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Don’t give rewards for good marks, professor tells parentsDecember 12, 2014

Author: Webmaster

A UBC education professor has some advice for parents who are reviewing their children’s report cards this month:  Don’t over-react, don’t take them at face value and don’t offer rewards for good grades.

Sandra Mathison, in a post on UBC’s website, says the practice of giving students cash or gifts for high marks is problematic.

“Parents and teachers should foster children’s interest in learning for the sake of learning, not the pursuit of grades or external rewards,” she says. “When you give cash or gifts to students, you’re saying to them that what matters most are the outcomes. And when you put the emphasis on simple outcomes, such as getting an A or a particular score on a standardized test, it becomes a defining feature of learning.

“The quality of student thinking and their interest in the content is diminished when they focus on getting grades for gifts.”

While it may seem like common sense to conclude that a reward will prod a student to work harder, all education research indicates that gifts for grades do not have lasting consequences, Mathison explained during a Dec. 9 interview with CBC’s On The Coast.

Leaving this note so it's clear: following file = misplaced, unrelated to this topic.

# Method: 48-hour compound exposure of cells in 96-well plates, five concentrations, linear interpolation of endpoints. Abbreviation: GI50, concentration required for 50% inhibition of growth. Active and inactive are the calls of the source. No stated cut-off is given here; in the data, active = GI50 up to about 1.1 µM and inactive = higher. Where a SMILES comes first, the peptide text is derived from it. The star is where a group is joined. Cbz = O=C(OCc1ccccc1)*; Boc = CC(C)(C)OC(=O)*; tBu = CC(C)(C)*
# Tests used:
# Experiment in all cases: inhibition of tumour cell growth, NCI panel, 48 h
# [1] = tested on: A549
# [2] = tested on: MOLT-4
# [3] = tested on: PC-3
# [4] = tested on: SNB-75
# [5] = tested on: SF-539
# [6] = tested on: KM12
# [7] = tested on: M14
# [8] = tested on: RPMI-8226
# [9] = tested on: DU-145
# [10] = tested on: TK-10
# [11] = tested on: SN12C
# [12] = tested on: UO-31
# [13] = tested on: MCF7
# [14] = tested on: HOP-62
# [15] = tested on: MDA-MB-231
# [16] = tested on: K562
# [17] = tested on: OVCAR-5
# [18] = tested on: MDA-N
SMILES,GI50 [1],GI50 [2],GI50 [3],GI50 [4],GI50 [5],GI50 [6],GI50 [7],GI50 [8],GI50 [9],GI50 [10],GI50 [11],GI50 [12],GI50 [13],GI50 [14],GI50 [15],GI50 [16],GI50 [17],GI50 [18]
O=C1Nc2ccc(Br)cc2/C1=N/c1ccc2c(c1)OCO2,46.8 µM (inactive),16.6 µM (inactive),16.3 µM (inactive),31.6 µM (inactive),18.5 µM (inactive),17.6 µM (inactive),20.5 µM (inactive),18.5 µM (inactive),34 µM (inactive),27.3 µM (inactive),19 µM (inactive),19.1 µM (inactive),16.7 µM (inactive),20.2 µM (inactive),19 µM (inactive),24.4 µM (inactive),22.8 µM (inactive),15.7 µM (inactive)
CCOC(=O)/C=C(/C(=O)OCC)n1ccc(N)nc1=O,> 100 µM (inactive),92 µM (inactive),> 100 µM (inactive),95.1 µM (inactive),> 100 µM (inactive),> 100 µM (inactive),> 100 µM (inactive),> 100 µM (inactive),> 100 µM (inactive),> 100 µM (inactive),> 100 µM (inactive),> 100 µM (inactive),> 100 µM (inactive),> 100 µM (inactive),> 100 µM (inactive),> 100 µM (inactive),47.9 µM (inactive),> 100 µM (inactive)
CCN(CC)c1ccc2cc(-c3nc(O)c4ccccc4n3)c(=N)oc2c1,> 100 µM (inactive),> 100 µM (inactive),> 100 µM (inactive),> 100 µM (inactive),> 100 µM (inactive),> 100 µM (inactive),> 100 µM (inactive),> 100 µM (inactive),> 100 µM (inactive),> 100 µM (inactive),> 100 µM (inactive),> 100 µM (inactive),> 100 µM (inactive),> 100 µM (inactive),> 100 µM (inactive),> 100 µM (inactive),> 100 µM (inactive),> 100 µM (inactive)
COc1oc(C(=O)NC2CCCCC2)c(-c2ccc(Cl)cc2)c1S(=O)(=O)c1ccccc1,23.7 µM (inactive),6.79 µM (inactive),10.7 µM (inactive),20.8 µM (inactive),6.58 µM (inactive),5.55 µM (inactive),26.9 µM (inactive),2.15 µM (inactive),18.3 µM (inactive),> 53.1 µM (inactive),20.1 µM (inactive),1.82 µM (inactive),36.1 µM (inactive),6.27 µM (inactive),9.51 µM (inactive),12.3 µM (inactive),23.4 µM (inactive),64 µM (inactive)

Internal motivation is far more important because it encourages students to take more risks, engage in more creative work and become better thinkers, she said.

Mathison also urges parents not to place too much faith in letter grades, saying:

“Most of the time letter grades represent big categories and are therefore devoid of much meaning. If a high-school students gets a B in chemistry, what does that mean? Chemistry is complex. It has many components. Does the student understand the concepts, but struggles with those ideas in an applied laboratory context? Does the student understand the ideas but has a difficult time with nomenclature?”

All parents should ask teachers for more details so they fully understand their child’s progress and how they can help, she said. (Mathison acknowledged that secondary-school teachers often have so many students, there’s not enough time for meaningful conversations with all parents, and not all parents are so engaged in their student’s learning at the high-school level.)

Several B.C. schools have been re-thinking traditional report cards and letter grades in recent years, saying that As, Bs, Cs and Ds don’t provide sufficient information about student progress.

Surrey and Maple Ridge-Pitt Meadows school districts were leaders in this area, announcing last year that some of their schools were dropping letter grades in Grades 4-7 and finding more meaningful ways of reporting progress, including teacher-parent-student meetings. (K-3 students in B.C. do not receive letter grades.)

Others are moving more gradually toward better communication.

“Having detailed information communicates more clearly what kids know, and the move in most report cards is towards that,” Mathison states. “But parents often push back and say, ‘That’s too much information. I just want to know if my kid is doing OK.’”

I am a guest blogger for BCCPAC and do not speak for the organization. Since this is my last post for the year, I will close by wishing all of you Merry Christmas and Happy Holidays.


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